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For nearly 80 years, nutritional scientists believed that vitamin D3 benefits were mostly limited to preventing a childhood bone disease called rickets. Then medical researchers observed that vitamin D3 was an essential co-factor of calcium and phosphorous in fighting osteoporosis. And in the last ten years, nutritional scientists have found vitamin D3 benefits in fighting a wide range of chronic health conditions.
Nearly every adult can benefit from taking 1,000 to 2,000 IU of vitamin D3 every day, or up to 5,000 IU of vitamin D3 a day if deficient. Here are just a few of the conditions vitamin D3 helps prevent when taken in an appropriate dosage.
Psoriasis is a disease caused by a reaction of the skin to signals from the immune system. Skin cells multiply at a rate up to 1,000 times faster than normal, forming itchy, scaly, reddened patches, as if the skin were trying to heal over damage caused by infection. Fighting infection, of course, is not the only function of the skin. The skin also makes vitamin D3.
When the skin is making a lot of vitamin D3, a group of skin cells known as keratinocytes functions more slowly. The skin does not need to make more keratinocytes to make more vitamin D3. Korean researchers have learned that skin that has higher levels of vitamin D3 grows more slowly, partially offsetting the abnormal response to the immune system.
If you are just using vitamin D3, psoriasis will not necessarily automatically go away. Vitamin D3 does not cure psoriasis. It just stops some of the itching, scaling, and redness—and isn't that what you want a psoriasis treatment to do?
Up to 1,000 IU of vitamin D3 a day, or up to 5,000 IU per day during winter if you live in temperature or cold climate, will help other treatments for psoriasis work much better and give you much more complete relief.
Australia is a very sunny country. Australian skin cancer rates are the highest in the world. About 20 years ago the Australian National Health Service started a campaign to encourage every Australian to use sunblock and to spend more time indoors in an effort to reduce the numbers of people developing skin cancer. The result? Melanoma rates went up, not down.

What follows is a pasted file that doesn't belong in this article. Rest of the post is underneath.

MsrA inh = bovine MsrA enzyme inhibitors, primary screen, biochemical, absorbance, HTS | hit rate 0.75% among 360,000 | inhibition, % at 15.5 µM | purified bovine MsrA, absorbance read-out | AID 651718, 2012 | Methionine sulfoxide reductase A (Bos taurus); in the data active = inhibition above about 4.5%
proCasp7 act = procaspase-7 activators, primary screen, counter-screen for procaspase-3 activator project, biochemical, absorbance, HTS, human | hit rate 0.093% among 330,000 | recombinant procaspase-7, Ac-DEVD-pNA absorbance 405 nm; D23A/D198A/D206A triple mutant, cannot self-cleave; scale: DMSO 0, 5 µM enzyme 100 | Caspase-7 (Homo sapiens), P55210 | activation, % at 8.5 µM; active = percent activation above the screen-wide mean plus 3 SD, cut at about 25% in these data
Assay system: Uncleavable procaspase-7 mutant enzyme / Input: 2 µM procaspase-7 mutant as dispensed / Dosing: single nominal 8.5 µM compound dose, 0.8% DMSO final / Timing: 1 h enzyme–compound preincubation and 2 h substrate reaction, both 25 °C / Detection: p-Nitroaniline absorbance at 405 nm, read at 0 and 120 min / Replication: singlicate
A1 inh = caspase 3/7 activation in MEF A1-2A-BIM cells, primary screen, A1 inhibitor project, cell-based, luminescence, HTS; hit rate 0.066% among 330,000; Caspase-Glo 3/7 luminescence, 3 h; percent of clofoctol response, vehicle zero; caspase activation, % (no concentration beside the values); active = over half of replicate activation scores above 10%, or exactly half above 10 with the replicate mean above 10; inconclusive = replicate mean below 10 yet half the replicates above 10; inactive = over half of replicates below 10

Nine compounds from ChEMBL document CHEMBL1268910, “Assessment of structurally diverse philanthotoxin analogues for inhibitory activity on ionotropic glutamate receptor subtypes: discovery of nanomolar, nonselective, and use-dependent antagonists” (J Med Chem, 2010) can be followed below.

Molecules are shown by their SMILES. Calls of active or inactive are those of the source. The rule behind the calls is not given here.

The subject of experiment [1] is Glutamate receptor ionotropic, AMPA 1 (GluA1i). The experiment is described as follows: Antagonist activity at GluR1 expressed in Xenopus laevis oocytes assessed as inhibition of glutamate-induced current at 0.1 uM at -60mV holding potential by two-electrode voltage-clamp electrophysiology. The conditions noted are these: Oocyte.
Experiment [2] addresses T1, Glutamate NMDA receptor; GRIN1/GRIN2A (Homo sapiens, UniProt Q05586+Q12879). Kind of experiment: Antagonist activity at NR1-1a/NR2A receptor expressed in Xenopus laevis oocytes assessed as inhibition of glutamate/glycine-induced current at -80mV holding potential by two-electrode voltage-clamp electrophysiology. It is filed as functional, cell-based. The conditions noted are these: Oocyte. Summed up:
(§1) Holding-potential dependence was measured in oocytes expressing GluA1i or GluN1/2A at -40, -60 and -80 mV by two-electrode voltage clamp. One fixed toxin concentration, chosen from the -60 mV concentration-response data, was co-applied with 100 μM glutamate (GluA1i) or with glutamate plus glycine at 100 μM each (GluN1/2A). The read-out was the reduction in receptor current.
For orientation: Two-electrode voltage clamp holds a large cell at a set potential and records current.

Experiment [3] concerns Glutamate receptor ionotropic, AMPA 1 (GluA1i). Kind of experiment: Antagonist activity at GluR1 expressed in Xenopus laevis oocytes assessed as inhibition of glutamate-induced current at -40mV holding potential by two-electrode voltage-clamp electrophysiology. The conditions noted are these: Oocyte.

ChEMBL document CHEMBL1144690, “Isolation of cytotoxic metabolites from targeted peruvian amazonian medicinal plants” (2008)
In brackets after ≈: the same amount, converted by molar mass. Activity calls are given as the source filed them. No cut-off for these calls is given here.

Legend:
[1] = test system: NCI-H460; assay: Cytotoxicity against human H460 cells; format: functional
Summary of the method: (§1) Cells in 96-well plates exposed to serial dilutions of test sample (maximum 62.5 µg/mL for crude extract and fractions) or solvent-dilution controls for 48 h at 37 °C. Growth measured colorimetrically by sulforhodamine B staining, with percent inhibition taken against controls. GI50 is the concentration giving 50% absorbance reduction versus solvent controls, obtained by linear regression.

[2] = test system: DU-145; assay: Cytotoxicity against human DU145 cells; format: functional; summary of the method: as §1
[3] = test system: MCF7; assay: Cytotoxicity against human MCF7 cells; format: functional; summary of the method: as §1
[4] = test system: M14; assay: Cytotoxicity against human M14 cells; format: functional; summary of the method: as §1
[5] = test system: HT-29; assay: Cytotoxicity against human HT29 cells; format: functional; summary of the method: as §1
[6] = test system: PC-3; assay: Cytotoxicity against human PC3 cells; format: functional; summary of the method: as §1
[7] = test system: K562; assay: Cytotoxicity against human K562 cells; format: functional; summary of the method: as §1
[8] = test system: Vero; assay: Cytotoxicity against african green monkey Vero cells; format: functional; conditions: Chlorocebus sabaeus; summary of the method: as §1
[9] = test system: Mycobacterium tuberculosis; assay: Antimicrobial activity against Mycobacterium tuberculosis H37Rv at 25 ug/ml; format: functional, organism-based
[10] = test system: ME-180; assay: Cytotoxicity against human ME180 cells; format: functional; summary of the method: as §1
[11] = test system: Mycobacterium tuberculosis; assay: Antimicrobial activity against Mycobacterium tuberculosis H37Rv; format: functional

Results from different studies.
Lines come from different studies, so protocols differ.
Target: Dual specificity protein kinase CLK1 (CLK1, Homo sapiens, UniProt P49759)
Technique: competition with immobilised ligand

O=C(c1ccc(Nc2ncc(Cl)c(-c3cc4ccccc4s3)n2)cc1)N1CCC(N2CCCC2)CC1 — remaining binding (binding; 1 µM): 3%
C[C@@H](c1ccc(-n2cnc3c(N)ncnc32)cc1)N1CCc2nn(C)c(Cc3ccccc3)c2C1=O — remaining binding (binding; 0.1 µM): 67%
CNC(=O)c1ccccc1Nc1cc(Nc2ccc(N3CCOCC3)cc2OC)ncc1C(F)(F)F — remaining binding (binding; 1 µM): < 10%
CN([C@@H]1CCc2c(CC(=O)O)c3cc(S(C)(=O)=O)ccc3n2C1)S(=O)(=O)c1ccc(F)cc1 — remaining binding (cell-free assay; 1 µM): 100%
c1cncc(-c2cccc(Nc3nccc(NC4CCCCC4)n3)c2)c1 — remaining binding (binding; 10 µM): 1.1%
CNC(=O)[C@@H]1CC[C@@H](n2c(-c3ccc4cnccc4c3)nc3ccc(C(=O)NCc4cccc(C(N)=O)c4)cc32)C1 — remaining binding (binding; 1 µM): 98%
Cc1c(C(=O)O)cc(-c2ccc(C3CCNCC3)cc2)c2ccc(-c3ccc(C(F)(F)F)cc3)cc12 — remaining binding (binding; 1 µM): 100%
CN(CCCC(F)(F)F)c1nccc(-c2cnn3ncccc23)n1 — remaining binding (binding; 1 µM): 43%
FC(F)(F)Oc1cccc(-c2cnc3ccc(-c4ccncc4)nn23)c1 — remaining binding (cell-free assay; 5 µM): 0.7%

The reason is that sunblock stopped sun damage, but it also stopped the skin's production of vitamin D3. With a new understanding of the relationship of vitamin D3 and cancer, the Australian Health Service changed its campaign.
Vitamin D3 levels are known to be related to risks of all cancers. There is no one kind of cancer that is more or less susceptible to vitamin D3. Higher vitamin D3 levels are associated with slower growth of tumors and faster apoptosis, or cell death, of cancer cells, in the test tube, and in clinical trials involving real people. But there are still many unanswered questions about using vitamin D3 as a supplement to prevent cancer.
In fact, studies are only recently showing that taking vitamin D3 may prevent breast cancer in women. The reason the scientific findings have been slow to emerge is that the level of vitamin D3 needed to prevent serious bone problems is about 200 IU a day, and the level of vitamin D3 needed to lower breast cancer rates is about 1,100 IU per day. Preventing cancer may simply take a lot more vitamin D3 than has ever been recommended in the past. Up to 5,000 IU a day is safe, and may be cancer-preventative. If you have active cancer, check with your doctor before taking vitamin D3, since either the cancer itself or an overdose of vitamin D3 can cause bloodstream calcium levels to go dangerously high.
Everybody would rather just take a pill than do a diet to lose weight. When it comes to vitamin D3 and weight loss, there are indications it helps—but you will have to diet! But if you both diet and take vitamin D3, you will enjoy some really important advantages:
The important thing to know about vitamin D3 and weight loss is that if all you do is take vitamin D3, and you don't change your eating habits, there is no evidence that you will magically lose weight. But if you eat less, vitamin D3 multiples the benefits of losing weight throughout your body.
Scientists really aren't sure whether people with low vitamin D levels get depression or people who are depressed don't get out in the sun so their bodies can make vitamin D. What is clear from the scientific research, however, is that people over the age of 60 who are the most mentally alert have the highest bloodstream levels of vitamin D, and that in adults aged 18 to 30, low levels of vitamin D3 are associated with mild and major depression.
The relationship between vitamin D3 and depression is clear during the winter among people who live in snowy climates, and in summer among people who live in places where people retreat to dark, air conditioned indoor spaces during extreme heat. But since vitamin D3 deficiency causes many other problems, it makes sense for people who have depression to take supplements to prevent deficiency.
Every pregnant woman needs additional vitamin D3. And since all but a few brands of cod liver oil carry the risk of heavy metal contamination, the best supplemental vitamin D3 is pill or tablet form.
Taking up to 2,000 IU of vitamin D3 a day during pregnancy, along with daily supplementation of up to 800 mg of calcium (in at least two doses taken at different times during the day) and 400 mg of magnesium can help prevent preeclampsia, the dangerous condition of high blood pressure that can threaten the lives of both mother and unborn child.
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